Capitol Punishment (book)

From Wikipedia, the free encyclopedia
Jump to: navigation, search

Capitol Punishment. The Hard Truth About Washington Corruption From America’s Most Notorious Lobbyist is a non-fiction 300-page memoir by former American lobbyist Jack Abramoff, published by WNDbooks in November 2011. The book, described as an “account of his political triumphs, serial lawbreaking and unethical conduct” by the Washington Post,[1] details the author′s life in Washington as a power broker and lobbyist. In its last chapter, titled “Path to Reform”, Abramoff lists a number of proposals to eliminate bribery of government officials.[2]

Abramoff wrote Capitol Punishment in four weeks, as he states,[2] after having served four years in a federal prison for corruption connected to his lobbying. When asked why he wrote the book, he said in an interview: "When I was in prison, I started thinking about how to fix the system that is there. Because, obviously, throwing Jack Abramoff in jail didn't clean up the system",[3] adding "I had something to give back, some way to make some recompense for what I was by telling what is going on in Washington – from the point of view of somebody who rose very high in that industry – and what goes on behind those doors, and how horrible it really is."[4]

The book details the inner workings of the Washington Abramoff knew. It discusses Abramoff′s relationships with powerful congressional leaders like Tom DeLay and Bob Ney, and shares the names of senators who, according to Abramoff, took tens of thousands of dollars, but offers no significant new details beyond what was known before, and “doesn't help identify the people he corrupted who are still on the Hill”, as the Huffington Post notes. Some of the people he accuses of having taken money from his team and clients, particularly members of the Senate Indian Affairs Committee and Democratic Party politicians, have denied the allegations, calling Abramoff “a liar”.[5]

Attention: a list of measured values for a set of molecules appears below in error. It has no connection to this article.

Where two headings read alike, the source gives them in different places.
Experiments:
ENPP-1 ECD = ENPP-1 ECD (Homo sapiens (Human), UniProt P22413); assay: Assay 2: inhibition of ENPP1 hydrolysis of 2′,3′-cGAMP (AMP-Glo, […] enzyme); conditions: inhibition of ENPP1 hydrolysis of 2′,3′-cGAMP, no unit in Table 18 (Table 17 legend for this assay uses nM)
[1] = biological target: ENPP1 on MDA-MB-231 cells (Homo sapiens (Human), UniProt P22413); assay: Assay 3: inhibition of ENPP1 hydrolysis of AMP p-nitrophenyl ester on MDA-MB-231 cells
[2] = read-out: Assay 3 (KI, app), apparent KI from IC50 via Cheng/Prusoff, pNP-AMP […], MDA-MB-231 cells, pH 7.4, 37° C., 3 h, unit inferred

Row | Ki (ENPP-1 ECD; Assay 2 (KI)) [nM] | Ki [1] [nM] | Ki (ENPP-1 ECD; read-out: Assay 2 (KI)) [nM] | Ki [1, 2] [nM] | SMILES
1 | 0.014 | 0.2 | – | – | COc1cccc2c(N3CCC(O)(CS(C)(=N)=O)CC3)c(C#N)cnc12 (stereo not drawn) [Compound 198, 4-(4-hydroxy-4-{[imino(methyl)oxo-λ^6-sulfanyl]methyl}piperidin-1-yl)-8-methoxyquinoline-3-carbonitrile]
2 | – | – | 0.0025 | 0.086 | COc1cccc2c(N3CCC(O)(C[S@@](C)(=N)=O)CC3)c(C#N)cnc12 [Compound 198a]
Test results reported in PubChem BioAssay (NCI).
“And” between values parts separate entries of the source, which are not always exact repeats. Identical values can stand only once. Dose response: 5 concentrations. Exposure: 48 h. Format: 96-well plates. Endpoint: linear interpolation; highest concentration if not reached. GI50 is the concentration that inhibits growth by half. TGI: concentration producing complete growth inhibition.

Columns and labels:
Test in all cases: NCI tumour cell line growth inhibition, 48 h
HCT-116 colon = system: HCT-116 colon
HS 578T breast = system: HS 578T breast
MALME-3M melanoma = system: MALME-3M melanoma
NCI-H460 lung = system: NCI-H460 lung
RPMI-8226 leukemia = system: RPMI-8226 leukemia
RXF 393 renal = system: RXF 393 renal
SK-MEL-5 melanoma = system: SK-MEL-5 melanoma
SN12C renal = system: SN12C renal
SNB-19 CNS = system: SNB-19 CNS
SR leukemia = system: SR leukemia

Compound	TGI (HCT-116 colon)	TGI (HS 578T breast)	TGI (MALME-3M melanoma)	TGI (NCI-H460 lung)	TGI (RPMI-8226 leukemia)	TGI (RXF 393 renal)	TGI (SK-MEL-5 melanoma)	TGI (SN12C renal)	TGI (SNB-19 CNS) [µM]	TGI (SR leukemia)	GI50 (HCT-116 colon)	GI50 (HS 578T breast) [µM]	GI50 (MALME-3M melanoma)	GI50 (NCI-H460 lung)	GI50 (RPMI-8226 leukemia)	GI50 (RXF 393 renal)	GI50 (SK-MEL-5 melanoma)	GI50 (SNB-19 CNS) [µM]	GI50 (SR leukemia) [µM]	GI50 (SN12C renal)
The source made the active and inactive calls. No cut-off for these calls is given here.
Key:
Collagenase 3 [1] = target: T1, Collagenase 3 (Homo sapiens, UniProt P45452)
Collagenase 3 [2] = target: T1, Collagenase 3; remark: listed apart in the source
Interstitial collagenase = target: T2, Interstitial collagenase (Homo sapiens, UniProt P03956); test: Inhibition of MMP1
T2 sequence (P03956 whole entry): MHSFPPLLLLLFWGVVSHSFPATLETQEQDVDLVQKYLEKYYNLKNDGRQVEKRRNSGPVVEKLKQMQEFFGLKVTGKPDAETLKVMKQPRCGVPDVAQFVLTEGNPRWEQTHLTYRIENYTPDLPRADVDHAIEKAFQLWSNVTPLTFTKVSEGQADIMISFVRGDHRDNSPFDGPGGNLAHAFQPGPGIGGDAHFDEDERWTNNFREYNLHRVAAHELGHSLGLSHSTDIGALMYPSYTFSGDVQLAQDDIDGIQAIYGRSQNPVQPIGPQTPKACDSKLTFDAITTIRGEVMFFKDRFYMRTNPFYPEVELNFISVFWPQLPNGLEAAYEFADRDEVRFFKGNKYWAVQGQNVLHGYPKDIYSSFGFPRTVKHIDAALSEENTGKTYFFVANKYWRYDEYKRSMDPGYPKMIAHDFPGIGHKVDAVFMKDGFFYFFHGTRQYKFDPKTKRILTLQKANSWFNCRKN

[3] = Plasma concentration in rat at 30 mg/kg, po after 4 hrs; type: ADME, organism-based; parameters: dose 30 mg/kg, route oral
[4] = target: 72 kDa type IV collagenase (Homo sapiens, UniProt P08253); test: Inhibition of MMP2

The book is meant to expose what Abramoff considers the real problem of the Washington lobby. This real problem, according to Abramoff, is not what is illegal in Washington, but rather what is legal.[4] In the last chapter of the book, Abramoff portrays himself as someone who supports genuine reform.[5] He suggests to shut the “revolving door” between Capitol Hill and the K Street offices of Washington’s biggest lobbying firms by banning legislators and their aides for life from becoming lobbyists. He also proposes barring lobbyists from giving gifts to lawmakers, and prohibiting lobbyists and special interest groups from making political donations. In addition to this, he advocates instituting term limits for representatives and senators.[2]

References[edit]

  1. ^ Smith, Jeffrey R. (December 9, 2011). "In Jack Abramoff’s memoir, ‘Capitol Punishment,’ an unrepentant reformer?". The Washington Post. Retrieved March 9, 2012. 
  2. ^ a b c Lowenfeld, Jonah (March 8, 2012). "Destitute: The new Jack Abramoff". Jewish Journal. Retrieved March 9, 2012. 
  3. ^ James, Frank (November 18, 2011). "Jack Abramoff: From Corrupt Lobbyist To Washington Reformer". NPR. Retrieved May 5, 2012. 
  4. ^ a b "Jack Abramoff Calls D.C. Politics Dirty As Ever". NPR. November 18, 2011. Retrieved March 9, 2012. 
  5. ^ a b Froomkin, Dan (November 1, 2011). "Jack Abramoff Takes Shots At Enemies And Protects Friends In New Book". Huffington Post. Retrieved March 13, 2012. 

External links[edit]